Follow me here. One of the main things that make a movie or story good is when the audience or reader is emotionally connected to the character(s). They actually care what happens to them. A good story will put the character in some sort of dilemma or conflict or danger. But what happens when that situation takes place within a prequel story? A strong feeling of “meh” is what happens. You see, no matter the amount of danger a character gets thrown into in a prequel story, the audience will be hard-pressed to actually care because they already know that character survives. They know that character survives because they were alive in the original move that takes place after the prequel. It makes it very hard to be invested in a character when you already know their outcome.
For example, take the new ongoing Star Wars comic.
Firstly, it’s awesome. Secondly, it’s (kind of) a prequel. It actually tales place between Star Wars Episode IV: A New Hope and Star Wars Episode V: The Empire Strikes Back. Yes this comic is great, but no amount of good writing or stunning artwork is going to distract me from the fact that whatever these characters get into, they’re going to live to see the next chapter simply because they have to. Luke and Leia are in an epic X-Wing battle with a Star Destroyer? Cool, I can’t wait to see their guaranteed win and/or escape! Oh, Han and Chewie are stuck in the middle of a smuggling scam gone sour? Sweet, see them at the cantina in the next issue! Whatever danger they get into it isn’t any real danger because we all know better.
Not to keep talking about Star Wars, but I’m going to keep talking about Star Wars. There’s no way I can’t mention the actual Star Wars prequel movies. The whole point of those films was to show Anakin Skywalker growing up and becoming Darth Vader. Well, that and George Lucas hates you. So why are there so many scenes in the prequel trilogy that try to make the audience feel like “Hey, maybe he won’t become Vader after all! Look, he just acted like a human with a soul!” Why even do that and waste everyone’s time? Anyone who actually thought Anakin might not become Vader is an idiot or hadn’t seen the original trilogy. We already knew the outcome. Move along Lucas, we’re bored.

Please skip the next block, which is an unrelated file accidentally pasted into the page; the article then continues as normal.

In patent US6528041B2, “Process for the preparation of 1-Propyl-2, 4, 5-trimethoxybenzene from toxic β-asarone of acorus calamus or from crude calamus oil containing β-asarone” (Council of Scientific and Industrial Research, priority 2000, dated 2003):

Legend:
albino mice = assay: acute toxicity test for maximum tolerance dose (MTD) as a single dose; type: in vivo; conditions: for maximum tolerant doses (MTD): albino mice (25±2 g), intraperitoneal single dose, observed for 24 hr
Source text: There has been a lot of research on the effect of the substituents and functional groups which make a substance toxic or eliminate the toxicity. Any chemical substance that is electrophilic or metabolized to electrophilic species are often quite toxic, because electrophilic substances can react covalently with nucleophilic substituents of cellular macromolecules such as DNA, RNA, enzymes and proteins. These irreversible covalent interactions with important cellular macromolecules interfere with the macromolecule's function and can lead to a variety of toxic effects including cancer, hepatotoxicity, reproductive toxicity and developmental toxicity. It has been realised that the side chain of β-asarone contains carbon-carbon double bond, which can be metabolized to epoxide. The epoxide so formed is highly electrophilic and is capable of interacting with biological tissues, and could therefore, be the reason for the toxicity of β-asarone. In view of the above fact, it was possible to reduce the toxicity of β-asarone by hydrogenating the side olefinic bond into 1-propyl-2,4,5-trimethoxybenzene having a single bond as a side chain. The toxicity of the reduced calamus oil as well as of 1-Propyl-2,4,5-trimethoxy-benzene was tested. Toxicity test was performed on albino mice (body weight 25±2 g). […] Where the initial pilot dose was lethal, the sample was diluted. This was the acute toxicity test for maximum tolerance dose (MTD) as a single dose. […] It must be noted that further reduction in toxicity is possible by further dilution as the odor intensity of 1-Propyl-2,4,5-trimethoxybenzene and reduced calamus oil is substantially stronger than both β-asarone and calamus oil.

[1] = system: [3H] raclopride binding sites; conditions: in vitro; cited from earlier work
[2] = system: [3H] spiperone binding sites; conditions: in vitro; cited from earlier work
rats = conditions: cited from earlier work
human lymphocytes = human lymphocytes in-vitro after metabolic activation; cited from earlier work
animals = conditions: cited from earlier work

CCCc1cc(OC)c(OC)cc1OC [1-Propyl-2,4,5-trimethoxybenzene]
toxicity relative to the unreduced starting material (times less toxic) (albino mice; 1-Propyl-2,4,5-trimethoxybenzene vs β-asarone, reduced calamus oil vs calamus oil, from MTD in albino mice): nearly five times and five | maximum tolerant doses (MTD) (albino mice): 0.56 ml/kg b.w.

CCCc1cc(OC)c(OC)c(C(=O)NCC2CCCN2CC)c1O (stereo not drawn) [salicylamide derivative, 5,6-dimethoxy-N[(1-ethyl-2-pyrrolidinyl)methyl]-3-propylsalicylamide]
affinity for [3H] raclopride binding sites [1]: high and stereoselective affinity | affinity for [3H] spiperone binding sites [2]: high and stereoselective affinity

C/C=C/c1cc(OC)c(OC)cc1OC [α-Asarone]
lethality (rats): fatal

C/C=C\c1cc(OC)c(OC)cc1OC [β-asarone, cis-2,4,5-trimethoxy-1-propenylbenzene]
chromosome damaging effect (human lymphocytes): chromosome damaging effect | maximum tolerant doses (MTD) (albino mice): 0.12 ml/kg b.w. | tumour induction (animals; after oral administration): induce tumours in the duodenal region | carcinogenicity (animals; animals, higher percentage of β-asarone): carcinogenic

This is applicable to almost any prequel that is focused on a specific character that was also in the original story (I’m looking at you X-Men Origins: Wolverine). The only time a prequel isn’t inherently boring is when it doesn’t focus on the same characters, but rather on the worlds and the environments and the situations. A good example of this is C. S. Lewis’ The Chronicles of Narnia. The first book Lewis wrote was The Lion, the Witch and the Wardrobe in 1950. Fast forward through four sequel books in the series and Lewis writes the prequel to all of them called The Magician’s Nephew in 1955. The thing is that The Magician’s Nephew doesn’t focus on those original characters, but rather the creation of the fantastical world of Narnia as it was presented in The Lion, the Witch and the Wardrobe. That’s a good prequel because there were new characters who I could actually be concerned for. Who are these new characters? How will they react to these situations? Will they survive? What’s their favorite color? These are the kinds of questions that keep me entertained.
All in all, prequels and reboots are here to stay, but hopefully they will find a way around these issues. They’ve been around forever and they will continue to be long after I’m done complaining in this article. I guess I might as well help them out by eagerly enjoying them along with everyone else.